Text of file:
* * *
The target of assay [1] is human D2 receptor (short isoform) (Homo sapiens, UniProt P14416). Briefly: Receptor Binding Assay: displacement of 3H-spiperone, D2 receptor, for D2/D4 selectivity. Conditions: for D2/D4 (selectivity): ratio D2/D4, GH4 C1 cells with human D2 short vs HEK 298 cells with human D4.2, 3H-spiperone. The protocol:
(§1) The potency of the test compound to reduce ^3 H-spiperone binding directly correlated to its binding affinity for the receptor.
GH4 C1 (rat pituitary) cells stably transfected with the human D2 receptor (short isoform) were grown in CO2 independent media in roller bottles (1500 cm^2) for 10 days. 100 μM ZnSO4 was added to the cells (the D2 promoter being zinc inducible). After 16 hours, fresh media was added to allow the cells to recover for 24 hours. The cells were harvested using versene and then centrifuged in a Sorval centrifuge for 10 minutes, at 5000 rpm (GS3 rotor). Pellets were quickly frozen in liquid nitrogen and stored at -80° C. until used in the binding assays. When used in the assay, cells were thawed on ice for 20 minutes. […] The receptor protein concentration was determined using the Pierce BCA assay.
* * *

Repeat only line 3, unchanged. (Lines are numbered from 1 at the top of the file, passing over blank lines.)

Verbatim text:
GH4 C1 (rat pituitary) cells stably transfected with the human D2 receptor (short isoform) were grown in CO2 independent media in roller bottles (1500 cm^2) for 10 days. 100 μM ZnSO4 was added to the cells (the D2 promoter being zinc inducible). After 16 hours, fresh media was added to allow the cells to recover for 24 hours. The cells were harvested using versene and then centrifuged in a Sorval centrifuge for 10 minutes, at 5000 rpm (GS3 rotor). Pellets were quickly frozen in liquid nitrogen and stored at -80° C. until used in the binding assays. When used in the assay, cells were thawed on ice for 20 minutes. […] The receptor protein concentration was determined using the Pierce BCA assay.